Long termer: 2010 Volkswagen CC V6
by Phill Tromans
After spending its first week with our Arabic editor Zuhair, our long-term CC V6 has finally made its way to me.
I road tested the car a few months back and was very impressed by the looks, build quality and the amount of kit that Volkswagen had managed to cram into the car. All of which made me slightly uneasy – would that shine be rubbed off when I spent more time in the CC and got to know it better?
Not really – I’m still a big fan of what Volkswagen has managed to achieve with this car, although I have logged a few thoughts about its features.
Let’s talk about the adaptive cruise control (ACC). I’ll wax lyrical about this as a piece of technology all day, no matter what the car – being able to select a cruising speed and then have the car regulate the speed depending on the velocity of the traffic in front of you is brilliant, both for convenience and safety.
At motorway speeds, Volkswagen’s system works just as it should, but as the traffic slows down it can get rather jerky. Where more upmarket cars glide smoothly towards a stop as traffic builds up, the CC seems to do it in stages and it’s quite annoying. Below about 60kph it jerks the passengers around and resulted in a few raised eyebrows from passengers that assumed I just couldn’t drive properly.
Another annoyance was in the distance control. The ACC lets you choose how much of a gap you want to leave to cars in front. I chose a short gap because in Dubai, if the gap you leave is too big, cars will immediately undertake you and fill it. However, each time you start the CC, the distance resets itself to as far away as possible. It’s not a major concern, but it’s a bit of a niggle to have to fiddle with the control every time I got back on the road.
Negatives aside, I’m still a big fan of the V6 engine. Coupled with the 4motion four-wheel drive that the car comes with as standard, it makes for rapid progress whenever a bit of grunt is needed – pulling out of side roads, overtaking, accelerating onto motorways and so on. Having said that, it’s a thirsty beast – we’ve been averaging a fairly disappointing 12l/100km so far.
I also want to quickly mention the park assist feature, which is just great for those who have issues with parallel parking. When you’re looking for a space, you simply punch a button next to the gear stick and a graphic appears on the dash display showing you when you’re passing a suitable spot.
Pop the car into reverse, gently squeeze the accelerator and the steering wheel spins of its own accord as the car backs itself into the space. The CC prompts you when to change back into a forward gear and the wheel straightens the car up.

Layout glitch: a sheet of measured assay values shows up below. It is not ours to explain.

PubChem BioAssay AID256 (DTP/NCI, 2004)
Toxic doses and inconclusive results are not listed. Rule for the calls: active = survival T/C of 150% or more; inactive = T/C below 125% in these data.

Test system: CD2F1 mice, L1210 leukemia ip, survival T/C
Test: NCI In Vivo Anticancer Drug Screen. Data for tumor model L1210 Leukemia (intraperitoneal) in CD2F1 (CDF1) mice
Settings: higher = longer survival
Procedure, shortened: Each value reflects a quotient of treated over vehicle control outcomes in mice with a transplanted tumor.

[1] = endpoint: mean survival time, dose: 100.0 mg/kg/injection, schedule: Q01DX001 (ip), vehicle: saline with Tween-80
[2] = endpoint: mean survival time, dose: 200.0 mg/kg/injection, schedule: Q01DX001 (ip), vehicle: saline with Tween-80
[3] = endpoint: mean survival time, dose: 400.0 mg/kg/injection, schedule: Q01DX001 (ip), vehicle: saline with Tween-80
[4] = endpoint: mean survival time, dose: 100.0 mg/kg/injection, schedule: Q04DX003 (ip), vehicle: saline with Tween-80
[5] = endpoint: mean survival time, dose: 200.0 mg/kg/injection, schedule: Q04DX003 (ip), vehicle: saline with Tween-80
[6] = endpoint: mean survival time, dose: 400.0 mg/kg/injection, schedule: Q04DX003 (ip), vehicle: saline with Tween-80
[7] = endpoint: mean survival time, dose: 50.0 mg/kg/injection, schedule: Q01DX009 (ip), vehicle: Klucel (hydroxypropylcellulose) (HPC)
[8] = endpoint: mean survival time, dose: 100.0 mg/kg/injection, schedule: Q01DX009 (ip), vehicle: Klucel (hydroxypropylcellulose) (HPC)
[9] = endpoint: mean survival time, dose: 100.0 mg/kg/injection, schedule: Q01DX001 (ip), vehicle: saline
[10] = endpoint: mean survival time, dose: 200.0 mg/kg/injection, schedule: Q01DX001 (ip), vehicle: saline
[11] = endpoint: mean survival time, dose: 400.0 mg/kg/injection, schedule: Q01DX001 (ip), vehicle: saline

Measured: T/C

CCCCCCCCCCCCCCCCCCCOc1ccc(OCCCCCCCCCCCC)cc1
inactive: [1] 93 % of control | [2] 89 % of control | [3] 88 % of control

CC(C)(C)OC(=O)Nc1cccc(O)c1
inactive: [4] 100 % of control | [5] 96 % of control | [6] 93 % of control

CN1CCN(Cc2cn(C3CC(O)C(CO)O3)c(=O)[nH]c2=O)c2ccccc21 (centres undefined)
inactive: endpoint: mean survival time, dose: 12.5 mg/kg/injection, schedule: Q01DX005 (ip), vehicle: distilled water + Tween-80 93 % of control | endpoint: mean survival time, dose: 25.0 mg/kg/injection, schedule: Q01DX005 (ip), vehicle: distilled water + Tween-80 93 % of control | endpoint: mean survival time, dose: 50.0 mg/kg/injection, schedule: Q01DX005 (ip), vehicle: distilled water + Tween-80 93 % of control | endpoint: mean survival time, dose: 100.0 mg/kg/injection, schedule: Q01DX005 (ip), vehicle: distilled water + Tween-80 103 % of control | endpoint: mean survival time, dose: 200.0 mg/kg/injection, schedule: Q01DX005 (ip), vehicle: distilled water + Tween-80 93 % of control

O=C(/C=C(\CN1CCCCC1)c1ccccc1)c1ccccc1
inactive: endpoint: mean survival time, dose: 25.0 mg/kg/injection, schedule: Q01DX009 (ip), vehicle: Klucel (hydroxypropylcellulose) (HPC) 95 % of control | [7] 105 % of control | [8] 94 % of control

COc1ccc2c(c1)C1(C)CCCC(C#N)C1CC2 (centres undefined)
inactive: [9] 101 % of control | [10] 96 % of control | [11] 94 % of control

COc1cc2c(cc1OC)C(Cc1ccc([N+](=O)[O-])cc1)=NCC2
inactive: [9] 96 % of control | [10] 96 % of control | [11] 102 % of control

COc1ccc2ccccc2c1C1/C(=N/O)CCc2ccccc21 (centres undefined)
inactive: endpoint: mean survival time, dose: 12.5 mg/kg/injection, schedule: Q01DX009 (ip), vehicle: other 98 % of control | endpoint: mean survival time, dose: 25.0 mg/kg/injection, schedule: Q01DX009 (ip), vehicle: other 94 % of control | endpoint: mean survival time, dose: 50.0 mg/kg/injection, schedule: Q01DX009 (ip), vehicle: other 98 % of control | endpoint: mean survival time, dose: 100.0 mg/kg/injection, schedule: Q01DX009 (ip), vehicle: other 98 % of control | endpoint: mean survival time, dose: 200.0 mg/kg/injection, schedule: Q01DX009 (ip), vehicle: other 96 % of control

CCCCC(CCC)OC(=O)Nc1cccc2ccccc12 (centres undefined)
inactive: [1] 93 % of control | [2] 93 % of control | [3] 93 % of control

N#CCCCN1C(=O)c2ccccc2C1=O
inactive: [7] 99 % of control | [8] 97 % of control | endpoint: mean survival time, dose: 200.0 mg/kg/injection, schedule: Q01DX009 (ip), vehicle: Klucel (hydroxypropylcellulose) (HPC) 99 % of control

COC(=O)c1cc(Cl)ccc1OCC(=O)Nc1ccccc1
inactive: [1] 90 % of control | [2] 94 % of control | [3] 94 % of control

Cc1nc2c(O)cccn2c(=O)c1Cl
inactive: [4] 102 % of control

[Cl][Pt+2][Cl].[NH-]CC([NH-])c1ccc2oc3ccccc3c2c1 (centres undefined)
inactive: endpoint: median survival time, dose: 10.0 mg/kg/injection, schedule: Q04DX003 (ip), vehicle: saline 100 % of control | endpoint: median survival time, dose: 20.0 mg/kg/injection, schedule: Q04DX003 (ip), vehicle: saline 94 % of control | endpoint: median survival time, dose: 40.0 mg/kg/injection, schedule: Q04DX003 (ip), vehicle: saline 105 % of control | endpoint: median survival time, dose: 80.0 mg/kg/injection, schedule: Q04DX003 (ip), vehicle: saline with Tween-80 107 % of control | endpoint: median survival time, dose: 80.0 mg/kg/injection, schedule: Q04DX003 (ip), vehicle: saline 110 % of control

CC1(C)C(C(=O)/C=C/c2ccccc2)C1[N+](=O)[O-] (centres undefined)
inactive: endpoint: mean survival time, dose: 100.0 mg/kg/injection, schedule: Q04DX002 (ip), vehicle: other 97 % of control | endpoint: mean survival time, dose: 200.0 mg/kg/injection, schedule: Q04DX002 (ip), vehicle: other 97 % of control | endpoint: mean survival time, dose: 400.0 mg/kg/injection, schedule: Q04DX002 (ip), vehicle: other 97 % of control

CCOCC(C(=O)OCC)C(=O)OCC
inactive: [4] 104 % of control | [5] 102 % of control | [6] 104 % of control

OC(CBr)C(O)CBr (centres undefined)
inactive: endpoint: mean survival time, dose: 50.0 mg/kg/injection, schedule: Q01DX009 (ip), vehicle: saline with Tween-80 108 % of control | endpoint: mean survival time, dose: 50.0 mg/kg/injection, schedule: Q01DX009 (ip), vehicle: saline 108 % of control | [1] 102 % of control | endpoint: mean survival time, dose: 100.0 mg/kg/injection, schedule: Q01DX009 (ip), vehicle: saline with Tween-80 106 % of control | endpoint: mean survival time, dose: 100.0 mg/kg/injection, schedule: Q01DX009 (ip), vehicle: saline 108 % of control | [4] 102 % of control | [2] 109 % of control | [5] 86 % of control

I’ve tried the feature several times and it’s always managed to fit into the space perfectly – even spaces that ordinarily I’d consider pretty small. The only downside has been on a couple of occasions when I’ve pushed the button at the wrong time and inadvertently turned all the sensors and reversing camera off. Whoops.
By Zuhair Shehadeh
Usually when we test drive a car, we get two or three days to try it out.
This gives us a good chance to get to know the car superficially, but doesn’t tell us a great deal about what the car is like to live with. A particular feature consider impractical or complex may well prove to be useful if we had the chance to use it on a regular basis, as owners will.
With that in mind, we plan to try and test some cars for longer, to find out what they’re like to use every day – to commute, to go shopping, to go on road trips and so on.
The first such test will be of this – the Volkswagen CC, which we’re keeping for a whole month. This should give us longer to discover its strengths or weakness and we’ll be reporting our views on it each week.
Although the Volkswagen CC is a sedan, the exterior design makes it look more like a sporty coupe. The German manufacturer has taken a similar approach as Mercedes-Benz did with the CLS, creating a category of car that combines the spaciousness of a sedan with a coupe’s elegance.
The rather beautiful design is a bit different from ‘regular’ Volkswagens. Our car sits on wheels borrowed from the Scirocco.
The engine is a 3.6-litre V6 with 300bhp and 350Nm of torque, attached to a double-clutch gearbox that can be used in full automatic mode or operated manually by way of wheel-mounted paddles – flick the left to shift down and right to shift up.
The interior is fairly typical of what we expect from Volkswagen – everything where you expect it to be and within easy reach, save for the fuel flap and boot buttons, but then we wouldn’t operate those unless stationary anyway.
Our CC comes with plenty of equipment, which we’ll explore over the next view weeks. So far it’s been the lane departure warning system that’s caught my attention, which not only alerts you if you veer outside of the marked lanes on the road, but it’ll automatically nudge the car back into position.
Specs – 2010 Volkswagen CC V6